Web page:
In the field of transplantation, the antigens that stimulate adaptive immune responses against allografts are histocompatibility proteins; the MHC molecules are the most important, responsible for the strong and rapid rejection reactions.
When lymphocytes recognise alloantigens (non-self antigens), they proliferate, differentiate, and damage grafts through cytokine-mediated inflammation (via CD4 T cells) or cell lysis (via CD8 T cells). B cells are also recruited via CD4 T cell stimulation, therefore antibodies against graft antigens can also contribute to rejection.
Although MHC molecules are the strongest barrier to transplantation, there are many other histocompatibility molecules present. The presence of a number of minor histocompatibility molecules explains why certain grafts fail even though they have a perfect MHC match.
There are three types of graft rejection that can occur, defined as hyperacute, acute, and chronic rejection.
Hyperacute rejection occurs within minutes to hours. It is observed typically with xenogeneic grafts (those between different species) or, in rare instances, following ABO incompatibility in allogeneic grafts. Hyperacute rejection leads to graft destruction within 24 hours.
It occurs due to pre-existing antibodies directed at components of the graft, usually the endothelial cells, leading to rapid activation of the innate and adaptive immune system. The ensuing endothelial injury leads to platelet adhesion and thrombosis, thus any graft encountering hyperacute rejections never becomes vascularised.
Acute rejection occurs over a period a few days following transplantation, either cell‑mediated (more common) or antibody‑mediated immunity.
Cell-mediated acute rejection typically results in a necrosis of parenchymal cells in the graft and is associated with lymphocyte and macrophage infiltrates (Fig. 3). Antibody‑mediated acute rejection leads to necrosis of individual endothelial cells and to a vasculitis-type response.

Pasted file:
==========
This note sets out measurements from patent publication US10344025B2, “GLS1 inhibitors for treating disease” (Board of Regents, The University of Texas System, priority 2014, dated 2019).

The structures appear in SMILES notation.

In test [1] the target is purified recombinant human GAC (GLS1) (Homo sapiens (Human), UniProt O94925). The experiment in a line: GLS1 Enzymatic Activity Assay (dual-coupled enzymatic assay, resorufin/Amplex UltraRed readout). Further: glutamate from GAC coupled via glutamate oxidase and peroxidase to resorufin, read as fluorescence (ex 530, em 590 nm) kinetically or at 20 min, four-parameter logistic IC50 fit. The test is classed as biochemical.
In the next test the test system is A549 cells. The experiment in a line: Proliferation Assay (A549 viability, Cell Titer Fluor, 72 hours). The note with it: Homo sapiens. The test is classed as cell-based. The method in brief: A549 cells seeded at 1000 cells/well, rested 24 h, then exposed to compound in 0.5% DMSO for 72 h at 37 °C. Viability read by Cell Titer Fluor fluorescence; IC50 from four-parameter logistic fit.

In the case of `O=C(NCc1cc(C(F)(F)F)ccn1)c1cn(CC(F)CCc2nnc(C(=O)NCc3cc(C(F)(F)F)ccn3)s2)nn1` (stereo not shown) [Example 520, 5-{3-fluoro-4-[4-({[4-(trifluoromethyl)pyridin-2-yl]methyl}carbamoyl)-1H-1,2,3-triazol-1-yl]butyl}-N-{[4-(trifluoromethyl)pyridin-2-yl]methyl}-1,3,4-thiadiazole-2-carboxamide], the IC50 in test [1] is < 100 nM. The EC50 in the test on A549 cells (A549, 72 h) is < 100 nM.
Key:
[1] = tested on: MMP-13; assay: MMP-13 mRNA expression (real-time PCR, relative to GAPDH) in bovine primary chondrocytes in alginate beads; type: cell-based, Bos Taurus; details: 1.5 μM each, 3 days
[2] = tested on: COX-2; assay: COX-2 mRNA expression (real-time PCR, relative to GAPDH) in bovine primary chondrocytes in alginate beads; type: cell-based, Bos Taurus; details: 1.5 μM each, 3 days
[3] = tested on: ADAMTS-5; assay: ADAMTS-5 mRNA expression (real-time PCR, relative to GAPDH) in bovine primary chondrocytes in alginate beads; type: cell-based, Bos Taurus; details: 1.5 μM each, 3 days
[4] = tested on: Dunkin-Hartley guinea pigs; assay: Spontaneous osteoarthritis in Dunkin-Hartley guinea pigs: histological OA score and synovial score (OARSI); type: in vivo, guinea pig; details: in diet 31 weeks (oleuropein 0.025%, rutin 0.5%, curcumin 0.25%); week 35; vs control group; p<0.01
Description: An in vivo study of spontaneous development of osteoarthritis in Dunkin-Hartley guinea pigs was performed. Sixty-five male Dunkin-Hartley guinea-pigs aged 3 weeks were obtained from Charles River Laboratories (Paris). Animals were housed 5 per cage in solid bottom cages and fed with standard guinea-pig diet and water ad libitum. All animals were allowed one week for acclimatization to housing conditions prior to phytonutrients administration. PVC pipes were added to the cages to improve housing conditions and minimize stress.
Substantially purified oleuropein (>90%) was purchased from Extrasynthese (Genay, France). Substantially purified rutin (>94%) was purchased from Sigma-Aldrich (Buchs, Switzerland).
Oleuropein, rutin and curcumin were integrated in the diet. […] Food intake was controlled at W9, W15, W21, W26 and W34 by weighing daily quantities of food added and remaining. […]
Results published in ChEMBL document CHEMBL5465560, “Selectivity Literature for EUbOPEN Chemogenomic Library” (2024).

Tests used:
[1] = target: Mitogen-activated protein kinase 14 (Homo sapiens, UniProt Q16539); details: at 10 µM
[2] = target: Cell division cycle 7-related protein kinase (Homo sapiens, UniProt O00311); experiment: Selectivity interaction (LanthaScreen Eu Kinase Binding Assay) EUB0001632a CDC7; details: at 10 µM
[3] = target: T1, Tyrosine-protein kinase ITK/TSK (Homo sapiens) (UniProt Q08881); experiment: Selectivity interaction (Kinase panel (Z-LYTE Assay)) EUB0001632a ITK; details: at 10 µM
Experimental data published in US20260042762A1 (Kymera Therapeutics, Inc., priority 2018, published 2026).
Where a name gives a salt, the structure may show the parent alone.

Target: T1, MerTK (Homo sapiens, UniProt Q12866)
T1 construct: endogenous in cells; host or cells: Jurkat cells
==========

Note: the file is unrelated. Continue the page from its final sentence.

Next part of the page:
Treatment usually initially involves high-dose intravenous methylprednisolone, followed by plasma exchange or intravenous immunoglobulin in non-responding cases.
Chronic rejection occurs after weeks or months post-transplantation and is characterised by fibrosis and arteriosclerosis, especially common in kidney and heart transplants.
The pathophysiology for chronic rejection is more variable yet is often due to extensive intimal proliferation of smooth muscle cells. Currently there are no effective therapeutic strategies for chronic rejection and, as a result, patients may require re-transplantation.
Management of Allograft Rejection
The strategies used in clinical practice to avoid or to delay rejection are optimising immunosuppression (see article on Modern Immunosuppression) and reducing the immunogenicity of allografts.
Reducing graft immunogenicity involves minimising the alloantigenic differences between the donor and recipient, which can be done through a variety of ways:
- ABO blood typing – Ensuing ABO matching is particularly important in renal and cardiac transplantation
Tissue typing – The determination of HLA alleles expressed on donor and recipient cells
- Often matching HLA-A, HLA-B, and HLA-DR are the most important alleles to consider and optimise; zero-antigen mismatches predict the best survival of donor grafts
Donor specific antibodies (DSA) – Detection of preformed antibodies in the recipient that could recognise donor HLA molecules
- This is usually only performed for renal transplantation
- The immune system is divided into innate and adaptive immune systems, both comprising of cellular and humoral responses
- Three types of graft rejection can occur, hyperacute, acute, or chronic rejection
- Both optimising immunosuppression and reducing the immunogenicity of allografts can help to reduce the risk of graft rejection